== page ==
The two tables in the officer's mess were identical but the one on the left was most definitely the 'head table' since only the Master, First Officer, Chief Engineer sat there (2nd Officer & 2nd Engineer were Filipino and they always ate in the crew mess with the Filipino crew). The only time the officers wore their uniforms was when we were in port. It was always 'Casual Fridays' at sea. The Electrical Engineer almost always wore a T-shirt that said "Obey Gravity -- it's the law". The 3rd Officer liked to wear a T-shirt emblazoned with "SWAGGER". No uniforms on the navigation deck whilst at sea -- First Officer with shorts, T-shirt & flip-flops all by himself.

 

You mentioned a passenger lounge, but did the officers have a Wardroom, where they met for drinks before dinner. Were the passengers given a standing invitation to join them for pre-dinner drinks and film nights, or other activities post dinner.

 

There was a ships office, rather like a wardroom with a large table that could seat maybe 10 to 12 people. We were never invited to join the officers for pre/post-dinner drinks/activities. We were invited to join the crew for 3:00pm coffee but we preferred our en-suite coffee service. The passenger lounge was a spare room with lots of paperback books but no TV or VCR for the non-existent movie nights. Like the Master told us upon embarkation, we were the first passengers in two years! On the pilot deck, there was the 'Blue Bar' with a wet bar, a drum set & guitars, and wrap-around windows. We were sort of promised a BBQ feast there but, due to time-constraints and heavy weather, it was never opened to passengers or crew during our voyage.

 

Also recall from my cargo ship days that our cabin steward always brought us morning coffee with biscuits and afternoon tea with "tabnabs". Is this another tradition that has gone by the wayside, as I don't recall reading about it in your reports.

 

None of that on this passage. We were happy to have a hot water kettle, Nescafe instant coffee, sugar & Coffeemate. There was a crew gym of sorts but the equipment, an exercise bike & treadmill, looked more like it was requisitioned from a Goodwill store than of fitness center quality & build.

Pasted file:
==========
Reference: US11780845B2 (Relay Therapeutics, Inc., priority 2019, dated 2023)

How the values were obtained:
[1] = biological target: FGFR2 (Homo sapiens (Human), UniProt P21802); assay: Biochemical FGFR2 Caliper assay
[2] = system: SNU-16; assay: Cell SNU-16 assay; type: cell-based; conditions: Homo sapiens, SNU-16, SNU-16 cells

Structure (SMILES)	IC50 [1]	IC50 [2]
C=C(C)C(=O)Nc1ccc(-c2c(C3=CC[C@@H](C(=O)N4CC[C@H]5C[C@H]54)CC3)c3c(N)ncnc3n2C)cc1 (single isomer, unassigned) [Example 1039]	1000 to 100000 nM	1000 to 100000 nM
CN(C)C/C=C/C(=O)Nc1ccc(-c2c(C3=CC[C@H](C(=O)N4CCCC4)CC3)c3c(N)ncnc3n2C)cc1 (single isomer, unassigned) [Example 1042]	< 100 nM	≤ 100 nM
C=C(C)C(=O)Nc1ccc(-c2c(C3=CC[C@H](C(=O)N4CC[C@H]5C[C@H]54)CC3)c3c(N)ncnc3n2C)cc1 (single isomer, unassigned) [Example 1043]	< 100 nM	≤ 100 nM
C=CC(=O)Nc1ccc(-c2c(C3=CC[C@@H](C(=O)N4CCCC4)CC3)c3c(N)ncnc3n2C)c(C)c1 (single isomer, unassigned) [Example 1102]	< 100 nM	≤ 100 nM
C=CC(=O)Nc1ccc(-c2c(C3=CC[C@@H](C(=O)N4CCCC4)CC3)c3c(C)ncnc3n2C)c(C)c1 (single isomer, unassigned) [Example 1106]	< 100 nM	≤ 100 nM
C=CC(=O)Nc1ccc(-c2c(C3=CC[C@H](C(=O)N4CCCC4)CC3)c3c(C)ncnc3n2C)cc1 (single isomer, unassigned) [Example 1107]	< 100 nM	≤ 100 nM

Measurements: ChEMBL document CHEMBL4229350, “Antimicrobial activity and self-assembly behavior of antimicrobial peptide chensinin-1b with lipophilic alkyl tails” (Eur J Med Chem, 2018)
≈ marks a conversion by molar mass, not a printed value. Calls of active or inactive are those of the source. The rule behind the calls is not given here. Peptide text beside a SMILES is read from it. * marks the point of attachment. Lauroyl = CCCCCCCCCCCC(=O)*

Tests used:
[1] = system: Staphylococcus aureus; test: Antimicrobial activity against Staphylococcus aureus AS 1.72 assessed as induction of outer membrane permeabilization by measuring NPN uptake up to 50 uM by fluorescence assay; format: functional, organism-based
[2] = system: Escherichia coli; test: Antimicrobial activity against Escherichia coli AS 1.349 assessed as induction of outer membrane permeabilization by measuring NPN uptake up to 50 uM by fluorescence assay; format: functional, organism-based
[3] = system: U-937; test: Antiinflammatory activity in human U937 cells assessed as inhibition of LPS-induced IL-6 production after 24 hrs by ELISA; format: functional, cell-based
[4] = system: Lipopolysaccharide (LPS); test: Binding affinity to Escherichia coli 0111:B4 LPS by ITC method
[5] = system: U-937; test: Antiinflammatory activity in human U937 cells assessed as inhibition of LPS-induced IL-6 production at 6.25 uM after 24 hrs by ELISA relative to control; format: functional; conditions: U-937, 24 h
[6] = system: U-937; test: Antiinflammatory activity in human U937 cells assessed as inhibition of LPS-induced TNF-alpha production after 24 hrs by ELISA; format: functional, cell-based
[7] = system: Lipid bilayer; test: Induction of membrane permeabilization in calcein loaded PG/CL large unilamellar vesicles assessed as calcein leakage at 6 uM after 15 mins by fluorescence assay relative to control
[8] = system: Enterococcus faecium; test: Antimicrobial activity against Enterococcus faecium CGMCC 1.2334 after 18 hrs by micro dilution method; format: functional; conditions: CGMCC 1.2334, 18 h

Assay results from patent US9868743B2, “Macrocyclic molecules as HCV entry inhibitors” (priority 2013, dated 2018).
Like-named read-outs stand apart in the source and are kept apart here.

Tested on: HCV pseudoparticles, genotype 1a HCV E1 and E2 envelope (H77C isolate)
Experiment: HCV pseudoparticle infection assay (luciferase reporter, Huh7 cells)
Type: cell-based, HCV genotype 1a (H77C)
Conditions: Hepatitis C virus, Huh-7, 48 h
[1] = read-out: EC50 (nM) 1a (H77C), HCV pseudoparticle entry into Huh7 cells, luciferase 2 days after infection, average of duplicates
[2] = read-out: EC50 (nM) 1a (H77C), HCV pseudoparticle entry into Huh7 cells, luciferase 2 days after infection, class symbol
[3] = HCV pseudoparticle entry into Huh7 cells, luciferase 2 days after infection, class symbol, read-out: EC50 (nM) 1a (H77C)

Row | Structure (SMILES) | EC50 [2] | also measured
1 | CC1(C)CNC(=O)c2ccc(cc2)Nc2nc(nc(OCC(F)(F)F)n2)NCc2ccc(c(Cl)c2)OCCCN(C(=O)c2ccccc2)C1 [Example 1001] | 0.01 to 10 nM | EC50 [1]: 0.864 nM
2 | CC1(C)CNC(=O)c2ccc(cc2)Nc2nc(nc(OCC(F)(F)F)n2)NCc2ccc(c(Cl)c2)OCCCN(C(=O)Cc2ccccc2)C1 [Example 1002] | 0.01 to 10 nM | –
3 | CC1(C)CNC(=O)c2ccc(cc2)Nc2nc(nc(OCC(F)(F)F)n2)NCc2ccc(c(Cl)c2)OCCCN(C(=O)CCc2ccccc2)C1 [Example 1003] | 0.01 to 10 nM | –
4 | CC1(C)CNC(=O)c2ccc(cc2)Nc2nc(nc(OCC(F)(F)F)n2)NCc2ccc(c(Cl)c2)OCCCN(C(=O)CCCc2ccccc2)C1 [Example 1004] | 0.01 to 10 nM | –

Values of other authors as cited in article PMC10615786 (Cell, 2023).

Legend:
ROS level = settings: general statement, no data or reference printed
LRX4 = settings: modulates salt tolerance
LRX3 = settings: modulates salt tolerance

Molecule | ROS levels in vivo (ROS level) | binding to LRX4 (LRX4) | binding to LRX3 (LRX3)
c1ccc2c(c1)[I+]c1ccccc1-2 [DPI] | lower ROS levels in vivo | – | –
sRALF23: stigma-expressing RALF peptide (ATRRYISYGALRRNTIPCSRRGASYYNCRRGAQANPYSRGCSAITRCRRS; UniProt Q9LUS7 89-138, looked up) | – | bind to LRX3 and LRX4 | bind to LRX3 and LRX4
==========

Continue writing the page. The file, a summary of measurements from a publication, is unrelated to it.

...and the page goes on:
We've heard about larger container ships offering more services like multiple-choice meals, functional rec rooms and fitness centers. Not this ship -- think Bantu Wind. ;-)

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Thanks for the responses.

 

Very interesting how the standards for the Captain and officers have dropped to such a low level. I can only hope they are paying substantial salaries, as I don't know any Captains that would sign-on, unless they paid well.

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Non-officer crew (ordinary & able bodied seamen, carpenters, etc.) we observed on the main deck were always wearing orange uniforms (per our photos above) with hard hats. All personnel and passengers on the main deck and during safety drills wore hard hats.

 

We didn't mind the 'Casual Friday' attire of the officers during sea days. The casual dress helped us 'blend' in.

 

During an extended stay on the navigation deck, the first officer told us that his hope was to eventually work on passenger ships.

 

Based on our reading of passenger ship crew profiles of the 30+ cruises we have taken, it appears that more than half had cut their teeth on merchant vessels. We wonder how many passenger ship officers go back to merchant shipping. The pay for officers of those super tankers or big CMA CGM container ships must rival or exceed passenger ship officer salaries.

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Thanks for the responses.

 

Very interesting how the standards for the Captain and officers have dropped to such a low level. I can only hope they are paying substantial salaries, as I don't know any Captains that would sign-on, unless they paid well.

 

Just got home, where the bandwidth now allows me to see the photos, so I will be catching up on the comments.